We’ve recently been introduced to the work of Galina Balashova – an architect whose work became the defining aesthetic of the Soviet era space programme. Balashova was initially asked to create designs for the interior of the Soyuz capsule as the only architect working for OKB-1 (the Russian space agency). Until then her work had been designing residential quarters for the scientists and engineers working on the space programme.
Balashova produced many watercolour designs that pay close attention to the experience of the cosmonauts and their need to feel at home, as well as to composition of space and ergonomics.
Furniture is designed to look domestic and homely as well as functional.
It was initially thought that in zero-gravity conditions, cosmonauts wouldn’t need to feel orientation in the spacecraft. Balashova thought this would matter and set precedent by introducing colour schemes where floors were dark coloured and ceilings light so cosmonauts could get their bearings. Colour generally became very important in her designs, especially in her early Soyuz designs which chose a mainly pastel palette. Hugh Broughton Architects – who designed the Halley VI British Antarctic Research Station, and who we’re working with on our Building A Martian House project – have also highlighted the importance of colour to us. For Halley VI they worked specifically with a colour psychologist who came up with a palette of colours that would help people overcome seasonal affective disorder as well as promote different activities.
Above: corridor inside Halley VI British Antarctic Research Station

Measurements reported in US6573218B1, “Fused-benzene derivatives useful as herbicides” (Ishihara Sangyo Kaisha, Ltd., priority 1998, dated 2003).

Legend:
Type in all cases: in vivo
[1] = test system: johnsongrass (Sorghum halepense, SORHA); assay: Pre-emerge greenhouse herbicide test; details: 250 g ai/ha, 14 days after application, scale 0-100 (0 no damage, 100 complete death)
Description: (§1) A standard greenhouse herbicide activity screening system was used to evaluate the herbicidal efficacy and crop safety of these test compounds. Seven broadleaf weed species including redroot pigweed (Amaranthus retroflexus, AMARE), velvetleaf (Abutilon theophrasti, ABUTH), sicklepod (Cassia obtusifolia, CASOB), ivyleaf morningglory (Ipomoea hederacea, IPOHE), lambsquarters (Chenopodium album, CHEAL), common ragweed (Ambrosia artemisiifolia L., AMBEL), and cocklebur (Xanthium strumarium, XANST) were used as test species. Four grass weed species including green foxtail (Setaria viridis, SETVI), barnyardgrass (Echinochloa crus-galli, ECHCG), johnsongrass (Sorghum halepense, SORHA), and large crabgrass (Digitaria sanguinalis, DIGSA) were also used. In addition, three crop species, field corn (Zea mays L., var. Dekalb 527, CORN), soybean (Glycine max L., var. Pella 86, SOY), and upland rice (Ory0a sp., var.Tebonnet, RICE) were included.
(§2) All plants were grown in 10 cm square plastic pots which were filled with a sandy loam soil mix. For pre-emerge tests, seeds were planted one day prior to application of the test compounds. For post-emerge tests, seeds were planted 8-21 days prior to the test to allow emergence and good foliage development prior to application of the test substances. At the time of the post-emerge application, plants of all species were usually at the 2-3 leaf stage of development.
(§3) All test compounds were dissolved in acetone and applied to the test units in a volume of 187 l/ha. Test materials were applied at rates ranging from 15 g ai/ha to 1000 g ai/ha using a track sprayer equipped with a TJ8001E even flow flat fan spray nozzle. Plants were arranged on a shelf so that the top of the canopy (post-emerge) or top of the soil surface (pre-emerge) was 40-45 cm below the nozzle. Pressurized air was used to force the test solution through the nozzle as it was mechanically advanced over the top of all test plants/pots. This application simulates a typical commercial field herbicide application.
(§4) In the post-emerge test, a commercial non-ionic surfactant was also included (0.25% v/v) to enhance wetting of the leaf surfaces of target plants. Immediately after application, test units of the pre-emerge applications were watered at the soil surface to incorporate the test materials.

Below: Balashova’s colour palette
Balashova’s design work continued right through to the era of MIR Space Station (above) and has had much influence on the design of the International Space Station today.
We’ve been thinking a lot lately about how the design of our Martian House will serve it’s imagined inhabitants. What will we need and why? Our current design phase is an opportunity to think beyond functionality and more creatively to what we might need to feel well, happy and human when living away from Earth. In a way a big part of the project looks at how aesthetics relate to our feelings of home, and how our feelings of comfort, home and familiarity have an impact on wellbeing. Balashova’s design work was pioneering at the time because it went beyond serving only the functional needs of it’s inhabitants. She included touches such as a series of pictures for the capsule walls, of remembered landscapes of her childhood, which she thought would be a reminder of home to the cosmonauts who were leaving Earth so far behind.
Balashova’s beautiful watercolours and sixties/seventies colour palette are also a visual reminder that our imaginings of the future and futuristic environments are very much linked to our present time and culture that we live in. How will our current culture influence our designs? What visions of the future do we draw in 2018?